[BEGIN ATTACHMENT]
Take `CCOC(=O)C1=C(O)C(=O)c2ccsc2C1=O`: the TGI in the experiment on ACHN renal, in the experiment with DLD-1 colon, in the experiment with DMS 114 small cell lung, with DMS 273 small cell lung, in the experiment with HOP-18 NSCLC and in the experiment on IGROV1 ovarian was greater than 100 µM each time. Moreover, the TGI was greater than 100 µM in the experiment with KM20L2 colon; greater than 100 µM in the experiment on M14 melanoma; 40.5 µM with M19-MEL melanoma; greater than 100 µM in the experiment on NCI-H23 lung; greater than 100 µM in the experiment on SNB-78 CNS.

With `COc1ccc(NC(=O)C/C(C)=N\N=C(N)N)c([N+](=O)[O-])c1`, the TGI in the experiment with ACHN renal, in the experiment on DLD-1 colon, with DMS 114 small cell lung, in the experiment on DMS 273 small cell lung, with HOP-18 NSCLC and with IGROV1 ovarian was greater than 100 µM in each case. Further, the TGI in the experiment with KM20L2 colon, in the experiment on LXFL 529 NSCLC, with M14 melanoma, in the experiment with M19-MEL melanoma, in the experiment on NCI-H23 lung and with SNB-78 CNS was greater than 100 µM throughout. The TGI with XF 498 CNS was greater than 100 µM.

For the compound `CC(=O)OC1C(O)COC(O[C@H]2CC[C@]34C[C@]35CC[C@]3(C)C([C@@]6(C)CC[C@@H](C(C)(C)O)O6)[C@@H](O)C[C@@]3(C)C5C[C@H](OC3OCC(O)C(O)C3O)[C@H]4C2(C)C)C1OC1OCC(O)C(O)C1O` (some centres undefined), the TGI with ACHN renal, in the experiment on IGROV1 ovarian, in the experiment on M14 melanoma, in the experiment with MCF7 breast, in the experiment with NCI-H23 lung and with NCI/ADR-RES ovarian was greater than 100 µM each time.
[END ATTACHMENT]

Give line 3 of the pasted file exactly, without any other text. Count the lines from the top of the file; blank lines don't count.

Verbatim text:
For the compound `CC(=O)OC1C(O)COC(O[C@H]2CC[C@]34C[C@]35CC[C@]3(C)C([C@@]6(C)CC[C@@H](C(C)(C)O)O6)[C@@H](O)C[C@@]3(C)C5C[C@H](OC3OCC(O)C(O)C3O)[C@H]4C2(C)C)C1OC1OCC(O)C(O)C1O` (some centres undefined), the TGI with ACHN renal, in the experiment on IGROV1 ovarian, in the experiment on M14 melanoma, in the experiment with MCF7 breast, in the experiment with NCI-H23 lung and with NCI/ADR-RES ovarian was greater than 100 µM each time.